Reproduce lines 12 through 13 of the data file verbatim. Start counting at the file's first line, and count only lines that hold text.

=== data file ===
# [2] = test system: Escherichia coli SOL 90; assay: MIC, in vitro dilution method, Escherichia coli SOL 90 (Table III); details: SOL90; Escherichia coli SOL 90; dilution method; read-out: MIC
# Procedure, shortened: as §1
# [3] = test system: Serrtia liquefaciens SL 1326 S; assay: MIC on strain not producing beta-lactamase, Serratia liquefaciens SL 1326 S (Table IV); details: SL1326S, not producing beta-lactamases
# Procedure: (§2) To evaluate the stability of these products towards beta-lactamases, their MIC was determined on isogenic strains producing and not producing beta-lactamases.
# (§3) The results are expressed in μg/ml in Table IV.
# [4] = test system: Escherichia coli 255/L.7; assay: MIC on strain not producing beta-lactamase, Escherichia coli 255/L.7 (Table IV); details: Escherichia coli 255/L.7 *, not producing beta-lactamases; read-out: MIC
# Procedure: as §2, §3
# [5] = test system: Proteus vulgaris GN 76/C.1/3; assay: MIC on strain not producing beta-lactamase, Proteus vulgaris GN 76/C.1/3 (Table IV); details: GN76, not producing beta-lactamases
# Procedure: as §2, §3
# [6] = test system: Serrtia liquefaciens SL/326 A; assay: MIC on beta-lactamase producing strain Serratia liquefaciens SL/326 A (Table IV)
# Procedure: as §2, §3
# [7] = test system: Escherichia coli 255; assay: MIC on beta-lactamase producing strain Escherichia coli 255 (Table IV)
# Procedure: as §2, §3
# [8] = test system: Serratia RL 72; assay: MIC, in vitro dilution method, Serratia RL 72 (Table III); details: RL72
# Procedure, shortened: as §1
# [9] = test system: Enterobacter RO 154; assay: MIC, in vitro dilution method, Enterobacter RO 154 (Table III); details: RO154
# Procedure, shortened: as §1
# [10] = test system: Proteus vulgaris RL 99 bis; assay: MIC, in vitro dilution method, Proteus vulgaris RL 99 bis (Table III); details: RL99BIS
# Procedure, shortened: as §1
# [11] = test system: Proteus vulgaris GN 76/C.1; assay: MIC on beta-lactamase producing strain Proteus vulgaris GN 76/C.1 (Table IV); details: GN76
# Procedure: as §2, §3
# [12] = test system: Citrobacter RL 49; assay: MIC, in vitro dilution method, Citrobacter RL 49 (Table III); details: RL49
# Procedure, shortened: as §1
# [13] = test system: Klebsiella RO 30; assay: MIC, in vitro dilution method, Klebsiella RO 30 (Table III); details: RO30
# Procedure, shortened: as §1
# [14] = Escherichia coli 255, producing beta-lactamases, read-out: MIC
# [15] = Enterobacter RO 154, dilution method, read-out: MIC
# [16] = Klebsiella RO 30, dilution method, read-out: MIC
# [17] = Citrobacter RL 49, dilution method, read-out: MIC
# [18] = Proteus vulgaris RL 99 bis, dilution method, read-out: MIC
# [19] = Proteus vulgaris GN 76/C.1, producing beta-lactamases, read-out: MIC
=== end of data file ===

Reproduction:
# [7] = test system: Escherichia coli 255; assay: MIC on beta-lactamase producing strain Escherichia coli 255 (Table IV)
# Procedure: as §2, §3